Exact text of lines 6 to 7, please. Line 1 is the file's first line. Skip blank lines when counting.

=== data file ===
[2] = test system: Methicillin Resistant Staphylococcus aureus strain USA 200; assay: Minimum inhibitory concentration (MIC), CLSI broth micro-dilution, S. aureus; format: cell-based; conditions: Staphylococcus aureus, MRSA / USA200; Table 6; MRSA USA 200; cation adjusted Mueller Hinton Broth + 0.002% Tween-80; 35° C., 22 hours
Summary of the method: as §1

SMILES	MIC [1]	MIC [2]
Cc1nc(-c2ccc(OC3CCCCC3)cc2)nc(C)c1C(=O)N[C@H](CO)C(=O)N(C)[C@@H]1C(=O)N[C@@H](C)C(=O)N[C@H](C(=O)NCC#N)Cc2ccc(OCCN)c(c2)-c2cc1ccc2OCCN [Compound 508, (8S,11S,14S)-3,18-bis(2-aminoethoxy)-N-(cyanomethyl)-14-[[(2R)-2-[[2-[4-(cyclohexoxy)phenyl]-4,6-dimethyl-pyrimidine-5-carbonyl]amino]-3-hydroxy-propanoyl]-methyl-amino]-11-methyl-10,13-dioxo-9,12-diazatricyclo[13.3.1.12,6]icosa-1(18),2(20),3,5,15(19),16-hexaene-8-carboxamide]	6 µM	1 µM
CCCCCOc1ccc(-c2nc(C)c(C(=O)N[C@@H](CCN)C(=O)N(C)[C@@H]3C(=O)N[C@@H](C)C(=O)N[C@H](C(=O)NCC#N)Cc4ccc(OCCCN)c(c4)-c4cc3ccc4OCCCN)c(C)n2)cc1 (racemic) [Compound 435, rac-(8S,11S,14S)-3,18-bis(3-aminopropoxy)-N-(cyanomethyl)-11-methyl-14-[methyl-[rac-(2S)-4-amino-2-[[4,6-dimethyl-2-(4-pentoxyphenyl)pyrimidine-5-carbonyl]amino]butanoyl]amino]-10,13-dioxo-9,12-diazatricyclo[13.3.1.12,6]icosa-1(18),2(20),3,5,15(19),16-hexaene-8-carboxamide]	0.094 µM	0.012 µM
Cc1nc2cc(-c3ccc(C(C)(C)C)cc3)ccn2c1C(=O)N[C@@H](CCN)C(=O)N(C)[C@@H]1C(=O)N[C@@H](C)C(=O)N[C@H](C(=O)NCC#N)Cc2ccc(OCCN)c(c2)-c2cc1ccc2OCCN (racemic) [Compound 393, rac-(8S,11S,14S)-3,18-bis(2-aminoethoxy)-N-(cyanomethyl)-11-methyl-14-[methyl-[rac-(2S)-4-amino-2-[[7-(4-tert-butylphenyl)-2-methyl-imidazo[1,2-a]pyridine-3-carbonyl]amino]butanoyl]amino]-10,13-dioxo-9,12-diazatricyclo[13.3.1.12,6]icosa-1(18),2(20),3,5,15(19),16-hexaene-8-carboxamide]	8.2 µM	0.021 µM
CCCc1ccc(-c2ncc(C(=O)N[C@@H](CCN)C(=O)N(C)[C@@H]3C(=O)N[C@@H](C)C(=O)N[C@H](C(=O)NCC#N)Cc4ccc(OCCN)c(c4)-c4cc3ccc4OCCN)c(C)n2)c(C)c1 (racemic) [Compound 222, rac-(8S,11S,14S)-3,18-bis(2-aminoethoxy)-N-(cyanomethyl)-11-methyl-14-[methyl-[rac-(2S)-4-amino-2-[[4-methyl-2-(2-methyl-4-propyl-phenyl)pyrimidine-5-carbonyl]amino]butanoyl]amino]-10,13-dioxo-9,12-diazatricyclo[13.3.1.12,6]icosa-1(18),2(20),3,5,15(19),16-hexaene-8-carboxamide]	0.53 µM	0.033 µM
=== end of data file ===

Cc1nc2cc(-c3ccc(C(C)(C)C)cc3)ccn2c1C(=O)N[C@@H](CCN)C(=O)N(C)[C@@H]1C(=O)N[C@@H](C)C(=O)N[C@H](C(=O)NCC#N)Cc2ccc(OCCN)c(c2)-c2cc1ccc2OCCN (racemic) [Compound 393, rac-(8S,11S,14S)-3,18-bis(2-aminoethoxy)-N-(cyanomethyl)-11-methyl-14-[methyl-[rac-(2S)-4-amino-2-[[7-(4-tert-butylphenyl)-2-methyl-imidazo[1,2-a]pyridine-3-carbonyl]amino]butanoyl]amino]-10,13-dioxo-9,12-diazatricyclo[13.3.1.12,6]icosa-1(18),2(20),3,5,15(19),16-hexaene-8-carboxamide]	8.2 µM	0.021 µM
CCCc1ccc(-c2ncc(C(=O)N[C@@H](CCN)C(=O)N(C)[C@@H]3C(=O)N[C@@H](C)C(=O)N[C@H](C(=O)NCC#N)Cc4ccc(OCCN)c(c4)-c4cc3ccc4OCCN)c(C)n2)c(C)c1 (racemic) [Compound 222, rac-(8S,11S,14S)-3,18-bis(2-aminoethoxy)-N-(cyanomethyl)-11-methyl-14-[methyl-[rac-(2S)-4-amino-2-[[4-methyl-2-(2-methyl-4-propyl-phenyl)pyrimidine-5-carbonyl]amino]butanoyl]amino]-10,13-dioxo-9,12-diazatricyclo[13.3.1.12,6]icosa-1(18),2(20),3,5,15(19),16-hexaene-8-carboxamide]	0.53 µM	0.033 µM